PHILIP KITTELL JR.
Bruce trustees OK
12-year loan for 34 Mile Rd
by CHRIS GRAY
Financial constraints are causing Bruce Township officials to ask for an extended loan from the state to pay for a significant paving project.
Observer Staff Writer
The Board of Trustees voted 4-1 to go forward with a 12-year term on a State Infrastructure Bank (SIB) loan that would assist in paying for paving 34 Mile Road. Clerk Susan Brockmann was the dissenting vote at the board's Nov. 13 meeting.
The township, in conjunction with the Macomb County Department of Roads, is seeking $1.8 million in federal grant dollars to pave 34 Mile Road from Campground to Fisher roads. The entire project would cost about $2.2 million.
The grant requires a match, meaning both the county and township must pay $472,500. With its tight $1.1 million budget, the township decided a SIB loan would be the best route for providing the match.
SIB loans are provided to public and private entities for transportation improvements, and are considered on a case-by-case basis. Treasurer Deborah Obrecht said a 12-year loan at 3 percent interest would be $47,468 a year for the township.
The Department of Roads is applying on behalf of the township for the loan as it doesn't have the collateral to apply. The township paid $2,500 for the county to administer the loan.
Township engineers said when speaking with Department of Roads Director Bob Hoepfner, he said the township should only go after a five-year term since that is the only time length he has seen for SIB loans.
Trustee Paul Okoniewski said he didn't find Hoepfner's answer acceptable, and wanted a better explanation as to why the township couldn't have a 10-year or 12-year term.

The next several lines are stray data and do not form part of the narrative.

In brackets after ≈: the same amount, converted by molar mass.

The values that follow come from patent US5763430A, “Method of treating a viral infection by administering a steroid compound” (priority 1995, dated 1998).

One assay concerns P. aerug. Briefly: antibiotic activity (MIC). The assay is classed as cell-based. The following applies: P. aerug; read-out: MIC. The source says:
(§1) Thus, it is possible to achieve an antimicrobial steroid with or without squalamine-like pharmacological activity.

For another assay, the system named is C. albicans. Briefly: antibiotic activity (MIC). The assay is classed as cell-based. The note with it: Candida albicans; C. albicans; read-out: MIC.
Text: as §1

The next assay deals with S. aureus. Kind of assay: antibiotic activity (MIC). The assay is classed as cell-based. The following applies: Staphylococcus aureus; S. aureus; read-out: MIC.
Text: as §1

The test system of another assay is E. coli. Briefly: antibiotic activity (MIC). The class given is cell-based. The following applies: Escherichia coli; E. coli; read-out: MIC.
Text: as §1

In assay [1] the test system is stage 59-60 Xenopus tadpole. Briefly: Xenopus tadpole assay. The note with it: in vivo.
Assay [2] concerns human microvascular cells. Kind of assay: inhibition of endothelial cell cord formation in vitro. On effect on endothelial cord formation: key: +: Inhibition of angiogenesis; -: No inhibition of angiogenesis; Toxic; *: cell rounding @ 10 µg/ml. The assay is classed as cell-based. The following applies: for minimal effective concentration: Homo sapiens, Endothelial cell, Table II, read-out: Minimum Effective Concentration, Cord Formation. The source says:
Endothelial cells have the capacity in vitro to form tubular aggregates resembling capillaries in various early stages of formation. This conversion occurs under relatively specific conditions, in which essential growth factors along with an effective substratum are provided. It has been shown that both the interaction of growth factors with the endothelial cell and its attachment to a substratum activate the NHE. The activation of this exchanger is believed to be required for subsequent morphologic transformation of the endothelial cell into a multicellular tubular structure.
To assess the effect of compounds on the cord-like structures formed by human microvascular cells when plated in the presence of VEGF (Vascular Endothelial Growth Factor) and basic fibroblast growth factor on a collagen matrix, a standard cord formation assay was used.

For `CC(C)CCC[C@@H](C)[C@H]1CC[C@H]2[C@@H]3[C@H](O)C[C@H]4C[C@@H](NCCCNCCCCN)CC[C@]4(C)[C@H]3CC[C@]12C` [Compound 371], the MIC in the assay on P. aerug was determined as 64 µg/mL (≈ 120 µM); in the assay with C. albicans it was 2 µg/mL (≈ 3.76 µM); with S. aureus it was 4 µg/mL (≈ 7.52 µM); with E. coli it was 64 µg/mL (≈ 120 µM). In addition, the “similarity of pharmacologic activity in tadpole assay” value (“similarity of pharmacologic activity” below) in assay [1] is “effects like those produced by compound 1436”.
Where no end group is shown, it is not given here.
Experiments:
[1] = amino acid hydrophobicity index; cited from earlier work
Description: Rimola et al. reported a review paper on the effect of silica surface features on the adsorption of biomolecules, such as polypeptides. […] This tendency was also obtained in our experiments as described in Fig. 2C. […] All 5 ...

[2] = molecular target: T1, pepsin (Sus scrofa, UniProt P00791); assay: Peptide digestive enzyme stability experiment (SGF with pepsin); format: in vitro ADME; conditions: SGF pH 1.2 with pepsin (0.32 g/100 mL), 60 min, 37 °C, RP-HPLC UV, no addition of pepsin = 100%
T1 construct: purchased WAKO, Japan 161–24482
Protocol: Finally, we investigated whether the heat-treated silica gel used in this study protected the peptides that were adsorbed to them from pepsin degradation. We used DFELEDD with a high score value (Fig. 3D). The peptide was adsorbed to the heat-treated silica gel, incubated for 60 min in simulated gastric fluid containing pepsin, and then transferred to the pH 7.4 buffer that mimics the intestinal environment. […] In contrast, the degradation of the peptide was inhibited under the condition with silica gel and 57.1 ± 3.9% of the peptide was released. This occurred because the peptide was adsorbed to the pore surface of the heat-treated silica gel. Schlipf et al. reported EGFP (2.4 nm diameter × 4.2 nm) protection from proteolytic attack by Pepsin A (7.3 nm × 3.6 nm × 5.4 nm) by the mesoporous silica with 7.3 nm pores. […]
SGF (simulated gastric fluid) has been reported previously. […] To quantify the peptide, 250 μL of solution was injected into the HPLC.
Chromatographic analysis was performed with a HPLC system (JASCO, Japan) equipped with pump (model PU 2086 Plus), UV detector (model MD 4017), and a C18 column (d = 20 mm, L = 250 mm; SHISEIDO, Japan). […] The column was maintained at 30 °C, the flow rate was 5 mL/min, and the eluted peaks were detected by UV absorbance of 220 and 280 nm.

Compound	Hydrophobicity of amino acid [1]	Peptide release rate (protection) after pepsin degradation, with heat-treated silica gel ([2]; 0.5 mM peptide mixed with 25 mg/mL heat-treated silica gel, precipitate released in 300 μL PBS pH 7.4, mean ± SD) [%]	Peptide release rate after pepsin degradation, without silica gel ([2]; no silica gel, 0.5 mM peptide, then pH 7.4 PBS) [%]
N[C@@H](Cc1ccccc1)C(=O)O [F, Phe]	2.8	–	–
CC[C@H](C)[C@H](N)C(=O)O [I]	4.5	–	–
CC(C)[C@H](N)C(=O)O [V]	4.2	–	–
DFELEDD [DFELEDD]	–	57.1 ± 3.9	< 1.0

"Even though we have to go through the county on this, he should not be dictating the terms," he said. "It should be us, the ones that are going to make the agreement, that agree to what the terms are."
Obrecht said the township has to show financial backing to justify going for a 12-year loan term in lieu of five years. She said if approved, the township gives the money to the county in order to pay the state for the loan.
She said both the township and county are paying $472,500, and wondered if other projects the department is considering is affecting the decision to allocate those funds.
Brockmann said she voted against the loan because she believes the township shouldn't take on more debt when it's already struggling with its sewer debt.
"If things were in a better position, I would want to take advantage of the funding, it is a great deal to be funded by federal dollars," she said outside of the meeting. "I can't see putting the township into more debt at this time."
In its 2013-14 budget, township officials agreed to levy a 1 percent fee to residents to offset the costs related to treasurer and assessment operations. The money freed up by this fee would then be used to help pay for the loan.
Brockmann said if the loan was approved, she couldn't see the township removing the 1 percent fee anytime soon.
"It sure would be hard to take it back off when you're committed to a 12-year loan," she said.